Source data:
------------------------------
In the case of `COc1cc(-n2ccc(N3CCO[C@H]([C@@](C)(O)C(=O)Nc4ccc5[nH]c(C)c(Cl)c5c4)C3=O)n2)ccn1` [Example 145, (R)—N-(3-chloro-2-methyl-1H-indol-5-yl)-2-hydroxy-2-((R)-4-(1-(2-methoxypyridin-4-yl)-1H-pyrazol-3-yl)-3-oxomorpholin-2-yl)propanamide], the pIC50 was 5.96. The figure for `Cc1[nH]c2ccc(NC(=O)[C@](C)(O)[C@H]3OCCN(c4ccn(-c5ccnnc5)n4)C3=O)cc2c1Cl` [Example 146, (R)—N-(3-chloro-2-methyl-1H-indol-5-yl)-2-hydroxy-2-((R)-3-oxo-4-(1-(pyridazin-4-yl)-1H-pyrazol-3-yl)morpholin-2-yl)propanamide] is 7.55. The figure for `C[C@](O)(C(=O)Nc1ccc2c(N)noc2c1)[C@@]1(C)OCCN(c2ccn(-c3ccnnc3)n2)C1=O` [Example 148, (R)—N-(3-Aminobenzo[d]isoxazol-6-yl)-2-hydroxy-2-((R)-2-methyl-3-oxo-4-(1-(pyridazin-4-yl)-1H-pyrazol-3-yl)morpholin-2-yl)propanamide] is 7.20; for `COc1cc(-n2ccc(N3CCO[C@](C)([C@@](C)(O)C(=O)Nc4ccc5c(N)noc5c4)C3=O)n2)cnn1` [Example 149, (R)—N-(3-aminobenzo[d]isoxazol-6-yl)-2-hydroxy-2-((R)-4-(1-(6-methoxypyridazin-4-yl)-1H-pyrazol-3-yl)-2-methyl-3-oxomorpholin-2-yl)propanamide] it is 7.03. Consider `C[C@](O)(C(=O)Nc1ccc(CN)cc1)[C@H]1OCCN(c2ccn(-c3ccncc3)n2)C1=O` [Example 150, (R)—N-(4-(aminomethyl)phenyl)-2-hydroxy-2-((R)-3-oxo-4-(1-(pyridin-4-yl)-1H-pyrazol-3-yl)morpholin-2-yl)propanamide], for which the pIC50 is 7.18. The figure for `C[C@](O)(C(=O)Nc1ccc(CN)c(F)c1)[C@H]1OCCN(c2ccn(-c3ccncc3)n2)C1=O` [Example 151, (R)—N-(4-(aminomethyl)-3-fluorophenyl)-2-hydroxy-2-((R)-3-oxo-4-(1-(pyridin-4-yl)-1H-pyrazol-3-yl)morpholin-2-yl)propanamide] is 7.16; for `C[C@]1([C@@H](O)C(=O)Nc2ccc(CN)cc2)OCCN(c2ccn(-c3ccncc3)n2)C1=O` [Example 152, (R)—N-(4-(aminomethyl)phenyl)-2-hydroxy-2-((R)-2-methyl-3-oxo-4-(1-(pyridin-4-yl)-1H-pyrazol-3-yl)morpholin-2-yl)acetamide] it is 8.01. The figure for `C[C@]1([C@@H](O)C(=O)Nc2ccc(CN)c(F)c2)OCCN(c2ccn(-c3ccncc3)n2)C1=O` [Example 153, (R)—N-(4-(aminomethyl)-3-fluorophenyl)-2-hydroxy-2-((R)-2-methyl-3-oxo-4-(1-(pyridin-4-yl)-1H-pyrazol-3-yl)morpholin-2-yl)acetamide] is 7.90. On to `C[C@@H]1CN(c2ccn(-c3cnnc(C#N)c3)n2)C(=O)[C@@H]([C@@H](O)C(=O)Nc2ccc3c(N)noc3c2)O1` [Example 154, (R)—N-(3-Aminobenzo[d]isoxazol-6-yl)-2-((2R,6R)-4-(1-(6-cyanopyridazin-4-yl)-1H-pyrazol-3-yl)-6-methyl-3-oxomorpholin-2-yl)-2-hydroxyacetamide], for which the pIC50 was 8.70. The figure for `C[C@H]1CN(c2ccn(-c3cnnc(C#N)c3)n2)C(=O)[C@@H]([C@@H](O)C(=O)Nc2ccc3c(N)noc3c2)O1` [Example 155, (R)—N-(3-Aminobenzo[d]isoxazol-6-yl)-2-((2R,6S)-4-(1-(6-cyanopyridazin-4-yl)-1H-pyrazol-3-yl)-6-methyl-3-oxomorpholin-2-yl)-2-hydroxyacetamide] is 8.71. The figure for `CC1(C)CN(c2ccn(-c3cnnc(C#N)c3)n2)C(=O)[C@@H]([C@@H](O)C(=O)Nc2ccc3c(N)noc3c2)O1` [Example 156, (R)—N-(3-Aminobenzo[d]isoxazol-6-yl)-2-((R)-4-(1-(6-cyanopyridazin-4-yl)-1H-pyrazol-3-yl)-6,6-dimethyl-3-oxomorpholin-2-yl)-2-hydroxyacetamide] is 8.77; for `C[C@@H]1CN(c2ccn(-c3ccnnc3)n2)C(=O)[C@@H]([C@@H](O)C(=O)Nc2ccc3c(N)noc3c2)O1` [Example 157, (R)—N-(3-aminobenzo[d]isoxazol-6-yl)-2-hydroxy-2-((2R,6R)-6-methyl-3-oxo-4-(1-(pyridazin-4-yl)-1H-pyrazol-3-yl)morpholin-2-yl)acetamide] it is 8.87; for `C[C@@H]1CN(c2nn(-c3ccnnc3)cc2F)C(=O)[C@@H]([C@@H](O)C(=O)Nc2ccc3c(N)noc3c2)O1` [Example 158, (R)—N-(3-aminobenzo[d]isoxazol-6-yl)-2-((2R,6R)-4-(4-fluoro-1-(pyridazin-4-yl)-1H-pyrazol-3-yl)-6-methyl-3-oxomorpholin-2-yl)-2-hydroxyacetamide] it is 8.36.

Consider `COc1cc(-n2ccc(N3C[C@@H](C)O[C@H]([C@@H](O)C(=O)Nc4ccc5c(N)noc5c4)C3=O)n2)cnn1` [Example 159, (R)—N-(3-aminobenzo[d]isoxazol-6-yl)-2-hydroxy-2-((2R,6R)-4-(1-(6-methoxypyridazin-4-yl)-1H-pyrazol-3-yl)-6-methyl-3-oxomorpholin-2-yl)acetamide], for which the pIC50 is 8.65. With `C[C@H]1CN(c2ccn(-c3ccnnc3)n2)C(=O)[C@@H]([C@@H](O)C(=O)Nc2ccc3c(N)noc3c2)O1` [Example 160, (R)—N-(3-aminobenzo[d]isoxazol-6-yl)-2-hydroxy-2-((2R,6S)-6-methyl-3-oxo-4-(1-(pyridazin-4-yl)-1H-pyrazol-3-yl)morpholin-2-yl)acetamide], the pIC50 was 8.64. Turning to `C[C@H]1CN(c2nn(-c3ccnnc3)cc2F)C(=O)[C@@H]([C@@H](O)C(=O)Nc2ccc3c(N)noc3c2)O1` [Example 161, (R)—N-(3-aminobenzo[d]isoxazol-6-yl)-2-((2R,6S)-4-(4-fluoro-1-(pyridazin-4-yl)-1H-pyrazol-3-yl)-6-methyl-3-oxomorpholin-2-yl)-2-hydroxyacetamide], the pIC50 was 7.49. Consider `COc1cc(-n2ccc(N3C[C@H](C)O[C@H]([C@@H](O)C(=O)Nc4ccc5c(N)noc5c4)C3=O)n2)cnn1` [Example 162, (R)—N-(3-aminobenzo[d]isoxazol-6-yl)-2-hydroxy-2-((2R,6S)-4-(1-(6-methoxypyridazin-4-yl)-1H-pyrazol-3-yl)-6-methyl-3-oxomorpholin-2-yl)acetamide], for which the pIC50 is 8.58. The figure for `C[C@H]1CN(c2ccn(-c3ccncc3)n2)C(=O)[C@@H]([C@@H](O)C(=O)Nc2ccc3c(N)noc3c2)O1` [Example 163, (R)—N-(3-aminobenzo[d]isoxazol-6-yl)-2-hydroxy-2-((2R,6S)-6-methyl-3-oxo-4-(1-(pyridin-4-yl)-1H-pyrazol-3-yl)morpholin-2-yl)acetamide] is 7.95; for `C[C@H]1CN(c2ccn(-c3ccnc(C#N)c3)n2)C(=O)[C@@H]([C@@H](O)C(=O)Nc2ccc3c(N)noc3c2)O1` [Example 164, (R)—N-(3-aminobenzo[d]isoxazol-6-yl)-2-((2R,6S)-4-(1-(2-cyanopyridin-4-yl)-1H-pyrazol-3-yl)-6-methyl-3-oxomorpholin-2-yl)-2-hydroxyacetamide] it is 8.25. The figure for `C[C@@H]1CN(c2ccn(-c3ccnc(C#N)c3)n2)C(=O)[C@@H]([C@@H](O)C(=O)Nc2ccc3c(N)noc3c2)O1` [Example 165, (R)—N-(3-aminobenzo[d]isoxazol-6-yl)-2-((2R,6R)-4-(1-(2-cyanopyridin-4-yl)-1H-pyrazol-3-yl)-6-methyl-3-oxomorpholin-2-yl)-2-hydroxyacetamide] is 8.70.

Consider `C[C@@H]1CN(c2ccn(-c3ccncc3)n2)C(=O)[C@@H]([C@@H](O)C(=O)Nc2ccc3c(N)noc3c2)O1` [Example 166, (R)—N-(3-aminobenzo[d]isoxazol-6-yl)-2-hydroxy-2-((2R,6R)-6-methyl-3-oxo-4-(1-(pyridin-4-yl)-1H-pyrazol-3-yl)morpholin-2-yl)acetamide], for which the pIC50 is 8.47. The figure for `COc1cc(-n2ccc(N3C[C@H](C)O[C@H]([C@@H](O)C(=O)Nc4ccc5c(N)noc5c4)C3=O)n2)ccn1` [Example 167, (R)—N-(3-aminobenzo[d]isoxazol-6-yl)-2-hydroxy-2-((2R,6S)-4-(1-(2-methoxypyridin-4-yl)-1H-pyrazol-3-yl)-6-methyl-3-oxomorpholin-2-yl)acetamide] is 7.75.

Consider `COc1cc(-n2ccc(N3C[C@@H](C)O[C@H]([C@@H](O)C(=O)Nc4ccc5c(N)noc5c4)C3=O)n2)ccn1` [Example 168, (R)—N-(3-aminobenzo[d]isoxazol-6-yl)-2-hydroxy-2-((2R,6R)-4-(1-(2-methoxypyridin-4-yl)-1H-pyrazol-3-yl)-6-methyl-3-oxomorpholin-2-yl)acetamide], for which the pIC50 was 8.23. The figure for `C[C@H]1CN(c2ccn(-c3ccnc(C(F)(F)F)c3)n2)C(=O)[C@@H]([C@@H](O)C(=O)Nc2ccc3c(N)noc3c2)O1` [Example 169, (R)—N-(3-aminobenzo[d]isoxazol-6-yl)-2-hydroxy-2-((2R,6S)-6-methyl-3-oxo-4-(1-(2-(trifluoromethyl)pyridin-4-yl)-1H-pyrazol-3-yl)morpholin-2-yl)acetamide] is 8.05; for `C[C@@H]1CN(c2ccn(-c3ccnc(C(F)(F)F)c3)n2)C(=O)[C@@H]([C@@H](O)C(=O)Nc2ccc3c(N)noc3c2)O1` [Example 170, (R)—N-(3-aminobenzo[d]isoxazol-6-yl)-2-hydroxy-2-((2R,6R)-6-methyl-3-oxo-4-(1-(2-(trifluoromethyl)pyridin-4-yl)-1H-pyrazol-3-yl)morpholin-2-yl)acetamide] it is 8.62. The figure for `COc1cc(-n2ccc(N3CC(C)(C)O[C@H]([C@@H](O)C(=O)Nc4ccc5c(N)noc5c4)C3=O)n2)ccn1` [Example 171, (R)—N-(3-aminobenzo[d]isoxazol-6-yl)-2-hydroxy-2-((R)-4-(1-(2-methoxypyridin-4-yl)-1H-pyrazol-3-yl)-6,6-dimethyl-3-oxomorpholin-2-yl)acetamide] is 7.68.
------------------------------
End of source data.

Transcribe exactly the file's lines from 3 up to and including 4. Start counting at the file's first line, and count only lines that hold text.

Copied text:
Consider `C[C@@H]1CN(c2ccn(-c3ccncc3)n2)C(=O)[C@@H]([C@@H](O)C(=O)Nc2ccc3c(N)noc3c2)O1` [Example 166, (R)—N-(3-aminobenzo[d]isoxazol-6-yl)-2-hydroxy-2-((2R,6R)-6-methyl-3-oxo-4-(1-(pyridin-4-yl)-1H-pyrazol-3-yl)morpholin-2-yl)acetamide], for which the pIC50 is 8.47. The figure for `COc1cc(-n2ccc(N3C[C@H](C)O[C@H]([C@@H](O)C(=O)Nc4ccc5c(N)noc5c4)C3=O)n2)ccn1` [Example 167, (R)—N-(3-aminobenzo[d]isoxazol-6-yl)-2-hydroxy-2-((2R,6S)-4-(1-(2-methoxypyridin-4-yl)-1H-pyrazol-3-yl)-6-methyl-3-oxomorpholin-2-yl)acetamide] is 7.75.

Consider `COc1cc(-n2ccc(N3C[C@@H](C)O[C@H]([C@@H](O)C(=O)Nc4ccc5c(N)noc5c4)C3=O)n2)ccn1` [Example 168, (R)—N-(3-aminobenzo[d]isoxazol-6-yl)-2-hydroxy-2-((2R,6R)-4-(1-(2-methoxypyridin-4-yl)-1H-pyrazol-3-yl)-6-methyl-3-oxomorpholin-2-yl)acetamide], for which the pIC50 was 8.23. The figure for `C[C@H]1CN(c2ccn(-c3ccnc(C(F)(F)F)c3)n2)C(=O)[C@@H]([C@@H](O)C(=O)Nc2ccc3c(N)noc3c2)O1` [Example 169, (R)—N-(3-aminobenzo[d]isoxazol-6-yl)-2-hydroxy-2-((2R,6S)-6-methyl-3-oxo-4-(1-(2-(trifluoromethyl)pyridin-4-yl)-1H-pyrazol-3-yl)morpholin-2-yl)acetamide] is 8.05; for `C[C@@H]1CN(c2ccn(-c3ccnc(C(F)(F)F)c3)n2)C(=O)[C@@H]([C@@H](O)C(=O)Nc2ccc3c(N)noc3c2)O1` [Example 170, (R)—N-(3-aminobenzo[d]isoxazol-6-yl)-2-hydroxy-2-((2R,6R)-6-methyl-3-oxo-4-(1-(2-(trifluoromethyl)pyridin-4-yl)-1H-pyrazol-3-yl)morpholin-2-yl)acetamide] it is 8.62. The figure for `COc1cc(-n2ccc(N3CC(C)(C)O[C@H]([C@@H](O)C(=O)Nc4ccc5c(N)noc5c4)C3=O)n2)ccn1` [Example 171, (R)—N-(3-aminobenzo[d]isoxazol-6-yl)-2-hydroxy-2-((R)-4-(1-(2-methoxypyridin-4-yl)-1H-pyrazol-3-yl)-6,6-dimethyl-3-oxomorpholin-2-yl)acetamide] is 7.68.